Although there are plenty of naturalists and bird-watchers who come in the early spring, most of the houses along "Slaughter Beach" seem to belong to fishermen and duck hunters, the two outdoor sports with most popularity. Different migrations of different food-producers bring different prey for the sportsmen, but somehow the most up-scale members of this fraternity tend to go there in May, looking for Red Knots. A Red Knot is a form of sandpiper, with a red head and breast. The birds are born in the Arctic tundra, eating vast amounts of mosquito eggs and larvae, migrating south in the fall. They winter over in Tierra del Fuego at the opposite end of the earth and then migrate north to Bombay Hook on Delaware. For these long migrations, they must eat voraciously when they do eat and somehow have learned to look for the horseshoe crab eggs at just the right time, presumably following cycles of the moon for timing. Residents of the area for centuries have remarked on the timing of the birds and the tides and the crabs. Unfortunately, the two-continent migration was only recognized fairly recently, and when the supply seemed endless, the crabs were scooped up and used for fertilizer until their supply began to dwindle; both Delaware and New Jersey now have protective legislation, and Virginia is being verbally excoriated by bird watchers, to do the same. The crabs have started to come back, but the Red Knots are slower to respond, and now the threat is Sushi. Another ecological damage has reduced the supply of crabs in the Pacific, so the crab fishermen have migrated to the Atlantic to catch the crabs as bait for conch and other ingredients of Sushi. Once again, the abundance of crabs has declined, although to a much smaller degree than the Red Knots. This year, on the very best day of the year for this sort of thing, with dozens of out-of-state license plates wandering aimlessly up and down thirty miles of shoreline, the shouted greetings among serious bird watchers returned the sad news, "No Red Knots today. Try the beach." It was generally agreed there was a bit too much wind for good Red Knot sighting, and that oil spills in the Gulf of Mexico were to be suspected, and that perhaps tomorrow would be a better day. But judging by the very expensive optical equipment these people were carrying around, these were serious birders, indeed. If they couldn't find Red Knots, the rest of us might as well give up.
The most plausible theory for the latest decline centers around the old-timer birds. When the first-timers start their northward migrations, they are guided by the old-timers who have made the trip at least once before. If something injures the flock, it may be a few years before the supply of old-timers revives enough to supply the first-timers with guides. That's just a theory, of course, but currently the most popular one. Just what it would take to eliminate the Red Knot migration completely, may now be close to being tested. Just on principle alone, it does seem a pity to eliminate a phenomenon which took thousands of years to develop.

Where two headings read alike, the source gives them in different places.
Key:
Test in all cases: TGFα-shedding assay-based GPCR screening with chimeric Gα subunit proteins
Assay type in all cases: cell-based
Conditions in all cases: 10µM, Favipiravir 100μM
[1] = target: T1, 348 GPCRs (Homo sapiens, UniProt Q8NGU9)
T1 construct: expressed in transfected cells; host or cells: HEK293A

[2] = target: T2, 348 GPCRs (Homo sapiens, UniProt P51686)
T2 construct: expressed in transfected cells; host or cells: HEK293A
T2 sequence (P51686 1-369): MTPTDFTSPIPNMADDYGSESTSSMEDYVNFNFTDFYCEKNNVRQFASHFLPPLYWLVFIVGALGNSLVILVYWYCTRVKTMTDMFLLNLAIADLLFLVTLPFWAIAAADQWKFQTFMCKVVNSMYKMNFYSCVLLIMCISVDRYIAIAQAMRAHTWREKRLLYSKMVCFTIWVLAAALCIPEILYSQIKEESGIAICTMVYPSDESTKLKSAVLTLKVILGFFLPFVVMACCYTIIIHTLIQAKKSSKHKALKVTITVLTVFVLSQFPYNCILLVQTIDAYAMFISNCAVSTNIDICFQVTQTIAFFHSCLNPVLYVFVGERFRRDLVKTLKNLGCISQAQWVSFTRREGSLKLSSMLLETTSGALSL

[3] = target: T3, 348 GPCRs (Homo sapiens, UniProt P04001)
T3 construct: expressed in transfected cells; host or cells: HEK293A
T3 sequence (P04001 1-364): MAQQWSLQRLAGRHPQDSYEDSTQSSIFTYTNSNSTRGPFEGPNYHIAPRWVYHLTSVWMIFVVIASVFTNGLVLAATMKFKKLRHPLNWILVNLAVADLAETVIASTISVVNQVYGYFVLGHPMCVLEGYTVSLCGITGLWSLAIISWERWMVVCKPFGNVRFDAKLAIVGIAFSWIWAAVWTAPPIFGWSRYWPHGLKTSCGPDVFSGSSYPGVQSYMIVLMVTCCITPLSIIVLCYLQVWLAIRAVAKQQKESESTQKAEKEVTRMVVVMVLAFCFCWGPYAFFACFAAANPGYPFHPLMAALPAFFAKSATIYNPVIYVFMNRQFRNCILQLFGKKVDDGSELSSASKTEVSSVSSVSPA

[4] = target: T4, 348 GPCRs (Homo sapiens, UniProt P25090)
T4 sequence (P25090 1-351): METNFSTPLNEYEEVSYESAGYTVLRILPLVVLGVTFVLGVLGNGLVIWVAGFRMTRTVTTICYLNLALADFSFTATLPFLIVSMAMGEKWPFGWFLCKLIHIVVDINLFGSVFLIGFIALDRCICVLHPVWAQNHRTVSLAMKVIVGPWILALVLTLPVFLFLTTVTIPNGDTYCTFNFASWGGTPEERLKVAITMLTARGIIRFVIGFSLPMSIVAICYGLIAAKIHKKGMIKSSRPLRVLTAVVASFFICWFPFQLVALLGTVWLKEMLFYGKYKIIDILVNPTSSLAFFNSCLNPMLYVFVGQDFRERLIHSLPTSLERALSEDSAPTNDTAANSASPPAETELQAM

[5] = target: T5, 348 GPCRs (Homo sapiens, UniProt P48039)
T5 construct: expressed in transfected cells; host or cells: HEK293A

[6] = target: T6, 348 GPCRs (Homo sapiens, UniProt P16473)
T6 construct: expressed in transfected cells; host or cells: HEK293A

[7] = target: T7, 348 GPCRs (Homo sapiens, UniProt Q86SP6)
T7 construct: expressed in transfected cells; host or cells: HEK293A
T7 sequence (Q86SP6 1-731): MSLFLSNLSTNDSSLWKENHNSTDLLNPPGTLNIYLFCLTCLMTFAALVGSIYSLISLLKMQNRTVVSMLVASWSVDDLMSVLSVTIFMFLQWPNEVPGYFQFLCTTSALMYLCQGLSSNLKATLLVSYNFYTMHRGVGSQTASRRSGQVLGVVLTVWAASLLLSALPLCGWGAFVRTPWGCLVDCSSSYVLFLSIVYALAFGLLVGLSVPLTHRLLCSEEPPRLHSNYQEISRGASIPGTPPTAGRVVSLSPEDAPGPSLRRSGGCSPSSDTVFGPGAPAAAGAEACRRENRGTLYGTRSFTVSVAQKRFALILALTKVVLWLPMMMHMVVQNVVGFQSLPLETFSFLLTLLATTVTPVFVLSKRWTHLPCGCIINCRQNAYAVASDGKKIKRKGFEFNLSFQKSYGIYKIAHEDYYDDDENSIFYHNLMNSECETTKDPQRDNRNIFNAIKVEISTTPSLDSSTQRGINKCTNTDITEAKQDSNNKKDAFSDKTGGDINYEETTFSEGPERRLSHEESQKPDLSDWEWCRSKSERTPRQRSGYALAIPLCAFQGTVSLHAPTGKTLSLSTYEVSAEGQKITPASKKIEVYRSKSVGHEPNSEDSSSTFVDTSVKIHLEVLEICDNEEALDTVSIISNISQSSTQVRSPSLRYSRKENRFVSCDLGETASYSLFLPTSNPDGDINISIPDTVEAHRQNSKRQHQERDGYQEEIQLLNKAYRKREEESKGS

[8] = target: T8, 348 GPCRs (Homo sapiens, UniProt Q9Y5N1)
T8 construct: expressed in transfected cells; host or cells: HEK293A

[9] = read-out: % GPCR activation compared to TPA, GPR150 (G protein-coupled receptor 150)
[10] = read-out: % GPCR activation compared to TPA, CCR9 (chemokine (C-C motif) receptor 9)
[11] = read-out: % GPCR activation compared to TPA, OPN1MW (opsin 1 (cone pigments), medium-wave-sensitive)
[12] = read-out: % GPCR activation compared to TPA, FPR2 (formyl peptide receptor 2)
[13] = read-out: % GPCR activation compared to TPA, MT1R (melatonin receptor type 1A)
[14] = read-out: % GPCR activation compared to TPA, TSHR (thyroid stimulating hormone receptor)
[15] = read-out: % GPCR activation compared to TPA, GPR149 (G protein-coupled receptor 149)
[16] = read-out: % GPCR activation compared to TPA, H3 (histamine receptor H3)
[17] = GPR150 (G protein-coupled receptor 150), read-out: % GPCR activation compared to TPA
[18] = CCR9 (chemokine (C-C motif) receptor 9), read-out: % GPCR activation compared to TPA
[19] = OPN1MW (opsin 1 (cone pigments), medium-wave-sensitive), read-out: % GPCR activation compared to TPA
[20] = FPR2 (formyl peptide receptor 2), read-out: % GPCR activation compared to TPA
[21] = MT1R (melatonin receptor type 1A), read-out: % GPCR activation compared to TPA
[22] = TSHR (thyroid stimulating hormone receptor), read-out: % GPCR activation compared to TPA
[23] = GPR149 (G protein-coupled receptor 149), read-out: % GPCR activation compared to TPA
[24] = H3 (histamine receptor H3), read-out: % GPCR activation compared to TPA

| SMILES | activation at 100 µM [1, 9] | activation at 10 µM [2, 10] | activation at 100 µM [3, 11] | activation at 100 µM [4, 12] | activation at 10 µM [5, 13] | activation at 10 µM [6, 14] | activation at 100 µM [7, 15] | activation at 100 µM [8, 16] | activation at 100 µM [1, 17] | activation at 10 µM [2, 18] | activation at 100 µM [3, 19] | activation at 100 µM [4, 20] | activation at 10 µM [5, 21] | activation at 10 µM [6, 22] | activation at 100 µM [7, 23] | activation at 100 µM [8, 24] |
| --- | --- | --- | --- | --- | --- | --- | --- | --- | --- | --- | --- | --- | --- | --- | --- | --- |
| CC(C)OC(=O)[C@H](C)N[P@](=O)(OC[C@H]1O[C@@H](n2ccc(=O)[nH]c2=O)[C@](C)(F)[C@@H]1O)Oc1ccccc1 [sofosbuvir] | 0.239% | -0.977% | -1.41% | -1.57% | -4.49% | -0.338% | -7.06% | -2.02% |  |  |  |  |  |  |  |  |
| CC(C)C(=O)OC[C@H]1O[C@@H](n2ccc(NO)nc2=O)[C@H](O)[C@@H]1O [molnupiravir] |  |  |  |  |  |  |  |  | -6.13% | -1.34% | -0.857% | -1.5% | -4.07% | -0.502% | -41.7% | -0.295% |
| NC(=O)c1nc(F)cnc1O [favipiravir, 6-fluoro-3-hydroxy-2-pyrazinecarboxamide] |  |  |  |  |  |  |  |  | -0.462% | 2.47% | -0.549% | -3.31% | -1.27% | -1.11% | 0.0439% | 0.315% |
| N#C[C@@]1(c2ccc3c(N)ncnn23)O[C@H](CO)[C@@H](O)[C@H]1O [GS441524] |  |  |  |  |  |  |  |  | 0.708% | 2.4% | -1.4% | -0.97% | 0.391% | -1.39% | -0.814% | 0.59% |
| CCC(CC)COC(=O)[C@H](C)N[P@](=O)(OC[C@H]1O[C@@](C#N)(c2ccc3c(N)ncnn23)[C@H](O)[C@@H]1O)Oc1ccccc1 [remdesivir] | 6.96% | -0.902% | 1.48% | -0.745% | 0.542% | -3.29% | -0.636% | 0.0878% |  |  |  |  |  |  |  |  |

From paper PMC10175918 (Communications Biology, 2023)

|Benjamin Chew's Whitehall|
When you finally give up on Red Knots, you might as well wander around this enormous wildlife sanctuary. A few miles up the road is the former location of Whitehall, the plantation house of Benjamin Chew, lawyer for the family of William Penn, and owner of the stone fortress on Germantown Avenue in Philadelphia that thwarted George Washington's attempt to stall and starve the British before they could join up with their ships in the harbor below Fort Mifflin. The original buildings on the plantation have disappeared, but the spongy plantation trails have been replaced by elevated gravel roads. So it is possible to roll up the windows of your car in mosquito season, turn on the air conditioning, and cruise around the spectacularly beautiful ponds and inlets. Further south is the plantation of Caesar Rodney, who rode to Philadelphia in the rain to cast the deciding vote for the Declaration of Independence. And further south of that is the plantation of John Dickinson, who made Rodney's ride necessary by refusing to sign the Declaration, on the grounds that the colonies showed insufficient unity, in his eyes, to be able to win a war with England. And anyway, the argument was largely economic, hence more likely to be won by economic means than military ones.
To the west of these historic plantations are some pretty impressive farms, new style. The houses give them away since no farmer will spend a cent on his house if he can profitably expand his farm; these houses belong in glossy magazines. The silos are grouped in clusters of ten or twelve, the irrigation sprinklers are a quarter-mile long, attachable to what resembles a fire hydrant in the center of the field. There are over a hundred sheds on some farms, filled with chickens fattening up. And do you know what? You can drive for miles without seeing a single chicken.
Eventually, the road leads to the Dover Air Force Base, very large indeed. No planes are in evidence, as is true on most days. But one day in 1962 Mr. Kennedy was talking to Mr. Castro, and overhead at Dover you could see dozens, maybe hundreds, of eight-engine bombers. Just circling, circling, waiting for orders to go lay an egg on the Kremlin. It wasn't clear to onlookers at the time, just what this was all about. But the idea can now be entertained that perhaps Red Knots weren't the only species flirting with extinction.
Originally published: Monday, May 23, 2011; most-recently modified: Wednesday, May 29, 2019
|Posted by: bad science | Oct 26, 2011 12:01 AM|